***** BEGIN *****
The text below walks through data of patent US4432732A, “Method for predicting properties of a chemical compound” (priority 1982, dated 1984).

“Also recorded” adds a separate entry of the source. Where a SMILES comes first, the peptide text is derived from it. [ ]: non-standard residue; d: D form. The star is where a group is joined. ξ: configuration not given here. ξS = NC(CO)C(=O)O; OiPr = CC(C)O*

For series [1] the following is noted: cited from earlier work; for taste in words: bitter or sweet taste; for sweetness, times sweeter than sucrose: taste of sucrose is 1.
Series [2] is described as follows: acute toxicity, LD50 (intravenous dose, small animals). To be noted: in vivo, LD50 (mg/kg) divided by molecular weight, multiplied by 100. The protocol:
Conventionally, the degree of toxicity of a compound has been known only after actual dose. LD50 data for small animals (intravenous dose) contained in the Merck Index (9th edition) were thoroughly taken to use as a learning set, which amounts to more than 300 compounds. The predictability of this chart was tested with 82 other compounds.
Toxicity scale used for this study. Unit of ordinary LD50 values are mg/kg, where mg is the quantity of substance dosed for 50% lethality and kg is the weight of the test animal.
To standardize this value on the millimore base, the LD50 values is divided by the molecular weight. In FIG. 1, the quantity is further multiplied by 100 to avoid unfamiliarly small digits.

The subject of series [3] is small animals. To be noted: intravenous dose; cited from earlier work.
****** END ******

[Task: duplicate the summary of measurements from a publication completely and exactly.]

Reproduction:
The text below walks through data of patent US4432732A, “Method for predicting properties of a chemical compound” (priority 1982, dated 1984).

“Also recorded” adds a separate entry of the source. Where a SMILES comes first, the peptide text is derived from it. [ ]: non-standard residue; d: D form. The star is where a group is joined. ξ: configuration not given here. ξS = NC(CO)C(=O)O; OiPr = CC(C)O*

For series [1] the following is noted: cited from earlier work; for taste in words: bitter or sweet taste; for sweetness, times sweeter than sucrose: taste of sucrose is 1.
Series [2] is described as follows: acute toxicity, LD50 (intravenous dose, small animals). To be noted: in vivo, LD50 (mg/kg) divided by molecular weight, multiplied by 100. The protocol:
Conventionally, the degree of toxicity of a compound has been known only after actual dose. LD50 data for small animals (intravenous dose) contained in the Merck Index (9th edition) were thoroughly taken to use as a learning set, which amounts to more than 300 compounds. The predictability of this chart was tested with 82 other compounds.
Toxicity scale used for this study. Unit of ordinary LD50 values are mg/kg, where mg is the quantity of substance dosed for 50% lethality and kg is the weight of the test animal.
To standardize this value on the millimore base, the LD50 values is divided by the molecular weight. In FIG. 1, the quantity is further multiplied by 100 to avoid unfamiliarly small digits.

The subject of series [3] is small animals. To be noted: intravenous dose; cited from earlier work.